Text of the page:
Charlie Lawson: I’ve no regrets over lighting Eleventh Night bonfire

Watch more of our videos on Shots! 
and live on Freeview channel 276
Visit Shots! now
Ulster actor Charlie Lawson has made it clear that Arlene Foster did not ask him to light an Eleventh Night bonfire in Co Tyrone.

Some news agencies reported that the former DUP leader turned GB news presenter asked Mr Lawson to light the bonfire at Roughan in Fivemiletown, but he said it was the organisers who asked him, and he was happy to say yes.

The actor, who plays Jim McDonald in Coronation Street, has come under fire – largely from anonymous Twitter users – after images of him lighting the bonfire were shared online.

Hide Ad
Hide Ad

The Northern Ireland Environmental Agency (NIEA) has said it is considering Mr Lawson’s actions with regard to the Waste and Contaminated Land Order 1997.

Charlie Lawson at the Roughan bonfireCharlie Lawson at the Roughan bonfire
Charlie Lawson at the Roughan bonfire

Mr Lawson said: “This first I knew about it was when a journalist told me. The Environment Agency haven’t been in touch. I expect that they had absolutely nothing to do with it. I suspect it was all stirred up by the people who have an issue with me.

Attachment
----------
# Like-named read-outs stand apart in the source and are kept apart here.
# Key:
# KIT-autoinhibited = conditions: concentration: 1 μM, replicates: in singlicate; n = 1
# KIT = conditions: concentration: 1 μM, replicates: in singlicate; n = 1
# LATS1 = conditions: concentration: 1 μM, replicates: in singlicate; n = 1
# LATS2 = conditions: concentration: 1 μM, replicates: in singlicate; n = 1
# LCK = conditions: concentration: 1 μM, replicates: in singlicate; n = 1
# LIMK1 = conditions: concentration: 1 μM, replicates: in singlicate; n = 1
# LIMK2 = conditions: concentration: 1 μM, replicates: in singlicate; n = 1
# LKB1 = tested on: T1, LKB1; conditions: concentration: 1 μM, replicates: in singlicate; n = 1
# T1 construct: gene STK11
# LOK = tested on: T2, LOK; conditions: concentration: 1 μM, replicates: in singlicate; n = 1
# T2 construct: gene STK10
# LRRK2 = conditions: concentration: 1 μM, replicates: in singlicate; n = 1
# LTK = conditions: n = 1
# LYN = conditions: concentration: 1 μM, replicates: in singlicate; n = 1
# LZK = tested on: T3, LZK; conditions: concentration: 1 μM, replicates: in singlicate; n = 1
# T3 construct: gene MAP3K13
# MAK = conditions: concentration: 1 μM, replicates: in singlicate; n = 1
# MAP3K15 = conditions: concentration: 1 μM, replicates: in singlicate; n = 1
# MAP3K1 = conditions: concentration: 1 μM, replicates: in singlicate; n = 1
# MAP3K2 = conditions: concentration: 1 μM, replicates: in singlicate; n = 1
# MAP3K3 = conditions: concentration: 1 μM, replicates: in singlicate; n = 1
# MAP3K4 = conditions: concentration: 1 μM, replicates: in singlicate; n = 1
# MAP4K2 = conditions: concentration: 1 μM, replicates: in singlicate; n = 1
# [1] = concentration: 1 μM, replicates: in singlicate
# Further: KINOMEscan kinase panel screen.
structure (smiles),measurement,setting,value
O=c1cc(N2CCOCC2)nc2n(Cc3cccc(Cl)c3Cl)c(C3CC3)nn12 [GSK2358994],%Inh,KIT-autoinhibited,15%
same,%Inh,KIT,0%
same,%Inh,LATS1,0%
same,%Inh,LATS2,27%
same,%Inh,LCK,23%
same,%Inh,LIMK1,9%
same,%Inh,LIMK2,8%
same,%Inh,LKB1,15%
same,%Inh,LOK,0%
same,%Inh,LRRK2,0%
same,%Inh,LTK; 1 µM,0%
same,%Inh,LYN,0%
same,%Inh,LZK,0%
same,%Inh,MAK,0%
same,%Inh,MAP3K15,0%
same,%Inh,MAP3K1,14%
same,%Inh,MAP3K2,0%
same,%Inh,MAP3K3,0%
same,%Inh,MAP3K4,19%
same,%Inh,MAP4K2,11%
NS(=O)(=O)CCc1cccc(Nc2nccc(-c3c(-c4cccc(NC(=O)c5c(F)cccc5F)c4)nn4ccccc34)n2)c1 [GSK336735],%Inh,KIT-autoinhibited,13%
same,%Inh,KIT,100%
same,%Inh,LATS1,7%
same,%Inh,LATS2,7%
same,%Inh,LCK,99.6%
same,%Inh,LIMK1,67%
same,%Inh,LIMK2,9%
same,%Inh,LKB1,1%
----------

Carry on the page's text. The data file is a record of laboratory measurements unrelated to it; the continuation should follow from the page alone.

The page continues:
“It’s been going on for months, it wasn’t much of a surprise to me. These trolls, they’ve nothing better to do it seems to me.

“There were 256 bonfires, I think, across Northern Ireland. We had a tragic incident a few days before which was awful, most of the other bonfires went off without a hitch, it just so happens that someone famous happened to be one of the bonfires. I’m easy meat for those people.”

Hide Ad
Hide Ad

He added: “One thing I’d like to make perfectly clear is that Arlene Foster did not ask me to light the bonfire.

“She invited me to the bonfire, to the celebration. I was doing nothing that evening, I was sitting in my hotel room in Armagh, waiting to broadcast on the Twelfth.

“When I was there I was asked by several members who were fronting the gathering would I light the bonfire, it was them that asked me, not Arlene, and I was happy to say yes.”

Mr Lawson said there is a significant minority in Northern Ireland who want to see bonfires totally banned.

Hide Ad
Hide Ad

“They are the ones who get vocal and start jumping on me,” he said.

“I’ve said it before and I’ll say it again, if you want to prosecute me bring it on.

“I suspect the Environment Agency have a lot better things to do.

“They’d be far better employed going down to Crawfordsburn and Helen’s Bay and punishing people for leaving their rubbish all over the place. It’s a disgrace.”